Is one of the reasons we have children just to remind ourselves of those simple joys of life? On Friday, we ventured out to Big Creek State Park with Grandma. Though my two-year old son (“E”) has visited some smaller pools with mixed reviews, this was our first journey onto a beach and into lake water, and I wasn’t sure how it would go. To my delight, he loved it.
Each part of the experience was new. We took a slow, tentative walk across a deep beach, feeling every footstep as our toes squished into the sand. E is still a bit sand-shy. He wasn’t sure about these “little rocks” and getting dirty, but curiousity and the water ahead pulled him forward.
As we got closer to the water and dumped our supplies, E was quick to head forward, investigating some miniature canals dug by some fellow, older boys and borrowing their toy fishing net to swing around. Within minutes, E’s toes were in the water, hand held tightly to mine. He was so observant–quickly discovering the “fishies” (tiny minnows?) that Grandma and I failed to see. He tested the water first with his toes and legs, feeling the water lap against him. Then his hands and arms joined in swishing and splashing. Occasionally he’d go back to shore to walk through the sand and canals and to play with his bucket and shovel, but it was the water that kept drawing him back. Finally, E completed his exploration by dipping his hair and face into the water, pulling up quickly with a gasp and a giggle. As we neared the end of our visit to the lake, E kept pulling me deeper and pointing out to the middle of the lake, saying, “I want to go to the blue.” I think he wanted to go where the blue sky reflected in the lake water. If possible, he probably would have kept walking further and further, always reaching out for that blue.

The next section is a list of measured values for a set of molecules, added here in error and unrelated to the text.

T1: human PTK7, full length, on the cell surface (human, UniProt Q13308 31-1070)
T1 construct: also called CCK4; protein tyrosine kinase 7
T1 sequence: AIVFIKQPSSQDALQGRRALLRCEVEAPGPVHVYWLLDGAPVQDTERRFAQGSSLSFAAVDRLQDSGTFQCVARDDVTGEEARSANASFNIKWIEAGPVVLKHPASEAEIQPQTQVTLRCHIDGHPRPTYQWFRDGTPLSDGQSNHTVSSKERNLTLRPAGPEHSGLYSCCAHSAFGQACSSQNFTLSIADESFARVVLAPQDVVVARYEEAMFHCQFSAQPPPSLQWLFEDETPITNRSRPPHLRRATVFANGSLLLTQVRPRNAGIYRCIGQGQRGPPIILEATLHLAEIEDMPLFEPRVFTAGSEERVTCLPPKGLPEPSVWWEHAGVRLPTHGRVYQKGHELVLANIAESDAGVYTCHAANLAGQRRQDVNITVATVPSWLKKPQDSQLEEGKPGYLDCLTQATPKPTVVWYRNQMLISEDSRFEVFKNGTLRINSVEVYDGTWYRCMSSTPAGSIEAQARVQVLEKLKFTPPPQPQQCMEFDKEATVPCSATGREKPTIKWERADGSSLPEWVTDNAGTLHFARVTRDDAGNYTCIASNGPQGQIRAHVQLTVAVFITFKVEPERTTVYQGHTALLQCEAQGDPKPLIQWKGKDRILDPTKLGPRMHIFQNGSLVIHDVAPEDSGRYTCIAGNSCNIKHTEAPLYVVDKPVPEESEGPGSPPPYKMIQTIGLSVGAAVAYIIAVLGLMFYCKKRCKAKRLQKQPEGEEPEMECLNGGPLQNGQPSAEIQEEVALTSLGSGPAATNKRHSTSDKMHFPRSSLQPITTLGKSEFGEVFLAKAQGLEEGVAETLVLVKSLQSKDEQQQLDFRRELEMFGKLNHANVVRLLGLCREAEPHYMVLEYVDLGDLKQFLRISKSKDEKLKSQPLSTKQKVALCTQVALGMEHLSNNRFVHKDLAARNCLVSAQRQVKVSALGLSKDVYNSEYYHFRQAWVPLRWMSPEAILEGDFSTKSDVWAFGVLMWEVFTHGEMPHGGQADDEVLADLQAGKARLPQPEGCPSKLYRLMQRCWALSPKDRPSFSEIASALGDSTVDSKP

Grandma and I enjoyed observing our little guy. I think we were both filled with memories of summers spent on Lake Delavan in Wisconsin–sun soaked, water logged, and totally content. Though we no longer have that cottage to visit, it’s heart-warming to pass on that love of the lake.
What are your water memories?